NBA players are known for their freakish size. Average height in the league has been six foot six or seven since the early 1960s, but the wingspan of NBA players is even more extraordinary than their height. According to David Epstein, the average person’s wingspan it slightly longer than their height, with a ratio of about 1.01:1. In the NBA, the average ratio is 1.05:1.
Some players have ratios much larger than this, allowing them to play bigger than their size. The average NBA shooting guard is 6’5, but Donovan Mitchell plays the position at 6’1. One factor that allows Mitchell to play above his height is his length. Michell’s 6’10 wingspan gives him a wingspan to height ratio of 1.12:1, well above the league average. This extra length helps him guard players who are taller than him, and may be a reason he averages about a steal and a half per game for his career.
It is common belief that wingspan directly impacts performance, especially on the defensive end of the floor. As a result, many teams prioritize filling their rosters with length, not just height.
But does wingspan actually have an impact on team defensive success? To find out, I calculated the average wingspan to height ratio for each team in the 2018-19 season. I used data from the NBA Draft Combine Anthrometric to find each team’s average ratio for the five players who played the most minutes last season. I then compared these averages to adjusted defensive rating (DRtg/A) from the 2018-19 season. I used DRtg/A because it is an estimate of points allowed per 100 possessions adjusted for strength of opponent offense.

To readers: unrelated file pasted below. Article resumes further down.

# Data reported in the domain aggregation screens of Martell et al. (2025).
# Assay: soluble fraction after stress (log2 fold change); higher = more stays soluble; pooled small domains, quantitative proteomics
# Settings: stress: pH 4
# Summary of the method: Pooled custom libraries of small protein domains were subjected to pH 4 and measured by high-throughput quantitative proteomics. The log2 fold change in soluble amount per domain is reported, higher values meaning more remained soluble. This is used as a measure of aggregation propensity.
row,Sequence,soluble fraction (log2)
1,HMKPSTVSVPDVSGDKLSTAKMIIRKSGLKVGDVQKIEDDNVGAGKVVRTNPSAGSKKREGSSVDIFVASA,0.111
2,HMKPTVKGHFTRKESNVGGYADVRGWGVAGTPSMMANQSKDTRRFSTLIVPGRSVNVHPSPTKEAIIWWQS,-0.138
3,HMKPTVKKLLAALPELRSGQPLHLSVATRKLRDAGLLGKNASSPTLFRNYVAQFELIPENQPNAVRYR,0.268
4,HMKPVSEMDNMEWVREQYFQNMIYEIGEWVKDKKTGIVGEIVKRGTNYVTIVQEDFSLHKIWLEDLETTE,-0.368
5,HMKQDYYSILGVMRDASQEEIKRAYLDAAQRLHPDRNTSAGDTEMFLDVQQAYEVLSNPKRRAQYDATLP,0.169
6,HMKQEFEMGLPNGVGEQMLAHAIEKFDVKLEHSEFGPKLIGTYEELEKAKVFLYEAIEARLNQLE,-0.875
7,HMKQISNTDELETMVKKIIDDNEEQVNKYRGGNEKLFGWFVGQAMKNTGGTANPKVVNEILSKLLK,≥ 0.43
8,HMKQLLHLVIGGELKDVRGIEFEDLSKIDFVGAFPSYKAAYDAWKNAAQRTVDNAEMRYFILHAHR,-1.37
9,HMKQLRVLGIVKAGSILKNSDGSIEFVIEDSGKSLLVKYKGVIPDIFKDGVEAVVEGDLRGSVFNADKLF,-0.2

After performing a linear regression of the data there does not appear to be a significant relationship between wingspan and team defensive success. According to the regression, team average wingspan to height ratio can only explain about 10 percent of the variation in DRtg/A. This finding could challenge the conventional belief that emphasizes the importance of wingspan, especially as a determinant of defensive prowess.
However, there does appear to be some correlation among the best defensive teams from last season. Out of the five longest teams from last year, three of them are among the top five for 2018-19 DRtg/A. This suggests that some elite defensive teams are exceptionally long, but length alone can’t make a team great defensively.
Although team wingspan may not be a good predictor of DRtg/A, it does have some impact on deflections. Of the top five teams in deflections last year, four were also in the top ten for wingspan to height ratio. Wingspan on its own can’t effectively predict a team’s defensive success, but perhaps taking into account other factors such as deflections, charges drawn, and coaching would provide a more accurate picture of defense in the NBA.